|"Radeon HD 5570 "|
Not all features of the card are supported by XP, but that would not result in you getting no video. XP can't support DirectX features higher than DirectX 9.x ones - simpler features will be substituted for DirectX 10 and 11 only features.
- ATI Eyefinity technology works with games that support non-standard aspect ratios, which is required for panning across multiple displays. To enable more than two displays, additional panels with native DisplayPort™ connectors, and/or DisplayPort™ compliant active adapters to convert your monitor’s native input to your cards DisplayPort™ or Mini-DisplayPort™ connector(s), are required. ATI Eyefinity technology can support multiple displays using a single enabled ATI Radeon™ graphics card with Windows Vista or Windows 7 operating systems - the number of displays may vary by board design and you should confirm exact specifications with the applicable manufacturer before purchase. Systems using multiple ATI Radeon™ graphics cards can support a maximum of 8 displays (total across all cards in system) with a maximum 6 of those displays being used together in a display group (also known as a single large surface mode).
- Requires application support for ATI Stream technology
- Windows 7 capable system required
- HD Monitor Required
If the HD5570 card has a power socket on it, you must plug in a PCI-E wiring connector from the PS into that socket.
400 Watt or greater power supply recommended
Your power supply must have at least the minimum capacity required to support a system with the graphics card you are using installed, or the max graphics card you might install in the future.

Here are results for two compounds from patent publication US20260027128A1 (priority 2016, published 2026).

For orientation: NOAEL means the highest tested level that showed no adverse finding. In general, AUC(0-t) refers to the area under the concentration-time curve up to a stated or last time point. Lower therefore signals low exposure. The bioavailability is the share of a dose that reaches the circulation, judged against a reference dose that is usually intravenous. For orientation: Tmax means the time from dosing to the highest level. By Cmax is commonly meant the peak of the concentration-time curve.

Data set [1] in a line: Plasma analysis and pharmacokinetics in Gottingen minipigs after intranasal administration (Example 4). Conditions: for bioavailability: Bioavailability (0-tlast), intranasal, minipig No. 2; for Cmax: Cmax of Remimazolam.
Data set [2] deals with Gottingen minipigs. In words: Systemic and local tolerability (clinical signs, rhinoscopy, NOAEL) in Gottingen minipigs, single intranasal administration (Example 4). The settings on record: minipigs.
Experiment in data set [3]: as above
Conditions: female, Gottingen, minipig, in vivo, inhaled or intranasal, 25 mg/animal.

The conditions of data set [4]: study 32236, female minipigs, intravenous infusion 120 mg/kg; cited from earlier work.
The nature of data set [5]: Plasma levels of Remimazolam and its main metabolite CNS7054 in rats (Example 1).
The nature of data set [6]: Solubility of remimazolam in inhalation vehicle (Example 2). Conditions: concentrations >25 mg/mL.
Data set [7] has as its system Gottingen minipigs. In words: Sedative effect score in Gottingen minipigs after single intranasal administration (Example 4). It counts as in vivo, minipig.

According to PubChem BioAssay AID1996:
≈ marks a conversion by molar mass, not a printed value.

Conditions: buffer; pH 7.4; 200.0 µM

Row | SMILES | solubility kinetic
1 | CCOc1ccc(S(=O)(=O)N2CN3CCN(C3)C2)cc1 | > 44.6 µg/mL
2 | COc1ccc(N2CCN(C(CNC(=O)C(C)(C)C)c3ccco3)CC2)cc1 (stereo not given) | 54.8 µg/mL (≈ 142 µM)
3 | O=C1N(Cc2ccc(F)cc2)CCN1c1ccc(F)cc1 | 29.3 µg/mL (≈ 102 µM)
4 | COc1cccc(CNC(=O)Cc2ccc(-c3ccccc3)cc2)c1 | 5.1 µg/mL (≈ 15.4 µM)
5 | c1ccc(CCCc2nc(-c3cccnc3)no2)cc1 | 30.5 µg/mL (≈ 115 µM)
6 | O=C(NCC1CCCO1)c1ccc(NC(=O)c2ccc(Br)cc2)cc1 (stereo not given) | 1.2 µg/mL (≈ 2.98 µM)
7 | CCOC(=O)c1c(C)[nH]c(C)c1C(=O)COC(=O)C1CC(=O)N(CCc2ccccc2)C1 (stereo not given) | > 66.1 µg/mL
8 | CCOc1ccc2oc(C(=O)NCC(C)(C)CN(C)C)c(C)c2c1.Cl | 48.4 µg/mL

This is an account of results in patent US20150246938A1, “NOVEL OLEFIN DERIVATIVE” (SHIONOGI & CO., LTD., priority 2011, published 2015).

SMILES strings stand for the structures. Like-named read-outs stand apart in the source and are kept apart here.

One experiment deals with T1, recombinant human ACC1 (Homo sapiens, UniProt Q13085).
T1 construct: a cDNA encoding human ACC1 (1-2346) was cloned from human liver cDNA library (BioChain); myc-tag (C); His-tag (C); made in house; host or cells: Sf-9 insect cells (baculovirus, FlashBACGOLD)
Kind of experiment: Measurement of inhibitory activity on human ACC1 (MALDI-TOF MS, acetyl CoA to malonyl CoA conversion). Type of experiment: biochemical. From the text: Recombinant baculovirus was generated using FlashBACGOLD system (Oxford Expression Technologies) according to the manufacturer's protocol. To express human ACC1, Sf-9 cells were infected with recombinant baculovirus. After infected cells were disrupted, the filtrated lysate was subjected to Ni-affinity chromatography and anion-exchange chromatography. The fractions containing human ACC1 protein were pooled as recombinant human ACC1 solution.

(Onboard video - video built into the mboard - IS NOT A CARD ! )
If that info is not in the ad for the video card, you can go to the video card maker's web site and look up the specs for the model - often under system requirements - the minimum PS wattage, and, more important, the minimum amperage the PS must supply at 12v is stated. If you don't find that, any card with the same video chipset including any letters after the model number has very similar minimum PS requirements. Some power supplies have two or more +12v ratings - in that case, add those ratings to determine the total +12v current capacity.
If you're a gamer...
In most if not all cases, the max capacity rating of the PS is an intermittent rating. It's recommended that you do not load your PS to any more that 80% of that rating if you are going to be using something that puts a constant load on it, such as playing a recent game for hours on end. In that case, you multiply the min capacity stated for the system with the particular video chipset on the card by 1.25 to find the min. capacity of the PS you should get.
If you need to get a PS with more capacity, you can usually replace it with any decent standard sized standard ATX PS.
Standard (PS/2) power supply size - 86mm high, 150mm wide, 140mm deep, or 3 3/8" h x 5 7/8" w x 5 1/2" d , or very close to that, though the depth can be more or less for some PSs.
Don't buy an el-cheapo PS.
See response 3 in this: